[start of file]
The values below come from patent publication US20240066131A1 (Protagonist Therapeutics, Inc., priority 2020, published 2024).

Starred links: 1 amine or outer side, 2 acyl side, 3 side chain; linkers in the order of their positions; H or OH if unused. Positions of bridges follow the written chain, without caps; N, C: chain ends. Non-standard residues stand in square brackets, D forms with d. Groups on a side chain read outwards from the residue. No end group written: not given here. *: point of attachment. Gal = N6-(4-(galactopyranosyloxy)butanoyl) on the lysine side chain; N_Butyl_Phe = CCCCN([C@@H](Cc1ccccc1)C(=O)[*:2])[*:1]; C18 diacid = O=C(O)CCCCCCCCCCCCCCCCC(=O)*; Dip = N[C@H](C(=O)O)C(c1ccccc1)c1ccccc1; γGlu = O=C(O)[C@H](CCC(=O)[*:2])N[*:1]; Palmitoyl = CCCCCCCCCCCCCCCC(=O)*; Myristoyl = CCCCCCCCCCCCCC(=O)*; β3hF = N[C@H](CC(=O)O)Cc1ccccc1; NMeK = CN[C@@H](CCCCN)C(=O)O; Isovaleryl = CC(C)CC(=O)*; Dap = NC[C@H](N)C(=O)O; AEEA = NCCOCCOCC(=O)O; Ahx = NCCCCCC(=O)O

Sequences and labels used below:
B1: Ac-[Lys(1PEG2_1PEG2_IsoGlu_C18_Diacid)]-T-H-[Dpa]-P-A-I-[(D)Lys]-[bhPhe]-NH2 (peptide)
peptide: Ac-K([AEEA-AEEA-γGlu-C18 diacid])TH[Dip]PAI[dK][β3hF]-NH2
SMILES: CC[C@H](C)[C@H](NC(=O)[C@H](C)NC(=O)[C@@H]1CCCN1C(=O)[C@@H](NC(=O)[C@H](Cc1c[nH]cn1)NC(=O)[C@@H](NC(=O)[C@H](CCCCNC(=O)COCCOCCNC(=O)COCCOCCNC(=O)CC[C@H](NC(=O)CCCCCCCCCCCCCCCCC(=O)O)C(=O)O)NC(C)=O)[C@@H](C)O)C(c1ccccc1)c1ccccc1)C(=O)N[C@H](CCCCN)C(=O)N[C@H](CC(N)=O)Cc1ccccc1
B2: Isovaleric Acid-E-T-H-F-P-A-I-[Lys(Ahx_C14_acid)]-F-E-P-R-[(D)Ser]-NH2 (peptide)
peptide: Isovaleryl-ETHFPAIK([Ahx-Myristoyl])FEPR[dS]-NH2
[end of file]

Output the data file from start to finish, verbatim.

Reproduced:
The values below come from patent publication US20240066131A1 (Protagonist Therapeutics, Inc., priority 2020, published 2024).

Starred links: 1 amine or outer side, 2 acyl side, 3 side chain; linkers in the order of their positions; H or OH if unused. Positions of bridges follow the written chain, without caps; N, C: chain ends. Non-standard residues stand in square brackets, D forms with d. Groups on a side chain read outwards from the residue. No end group written: not given here. *: point of attachment. Gal = N6-(4-(galactopyranosyloxy)butanoyl) on the lysine side chain; N_Butyl_Phe = CCCCN([C@@H](Cc1ccccc1)C(=O)[*:2])[*:1]; C18 diacid = O=C(O)CCCCCCCCCCCCCCCCC(=O)*; Dip = N[C@H](C(=O)O)C(c1ccccc1)c1ccccc1; γGlu = O=C(O)[C@H](CCC(=O)[*:2])N[*:1]; Palmitoyl = CCCCCCCCCCCCCCCC(=O)*; Myristoyl = CCCCCCCCCCCCCC(=O)*; β3hF = N[C@H](CC(=O)O)Cc1ccccc1; NMeK = CN[C@@H](CCCCN)C(=O)O; Isovaleryl = CC(C)CC(=O)*; Dap = NC[C@H](N)C(=O)O; AEEA = NCCOCCOCC(=O)O; Ahx = NCCCCCC(=O)O

Sequences and labels used below:
B1: Ac-[Lys(1PEG2_1PEG2_IsoGlu_C18_Diacid)]-T-H-[Dpa]-P-A-I-[(D)Lys]-[bhPhe]-NH2 (peptide)
peptide: Ac-K([AEEA-AEEA-γGlu-C18 diacid])TH[Dip]PAI[dK][β3hF]-NH2
SMILES: CC[C@H](C)[C@H](NC(=O)[C@H](C)NC(=O)[C@@H]1CCCN1C(=O)[C@@H](NC(=O)[C@H](Cc1c[nH]cn1)NC(=O)[C@@H](NC(=O)[C@H](CCCCNC(=O)COCCOCCNC(=O)COCCOCCNC(=O)CC[C@H](NC(=O)CCCCCCCCCCCCCCCCC(=O)O)C(=O)O)NC(C)=O)[C@@H](C)O)C(c1ccccc1)c1ccccc1)C(=O)N[C@H](CCCCN)C(=O)N[C@H](CC(N)=O)Cc1ccccc1
B2: Isovaleric Acid-E-T-H-F-P-A-I-[Lys(Ahx_C14_acid)]-F-E-P-R-[(D)Ser]-NH2 (peptide)
peptide: Isovaleryl-ETHFPAIK([Ahx-Myristoyl])FEPR[dS]-NH2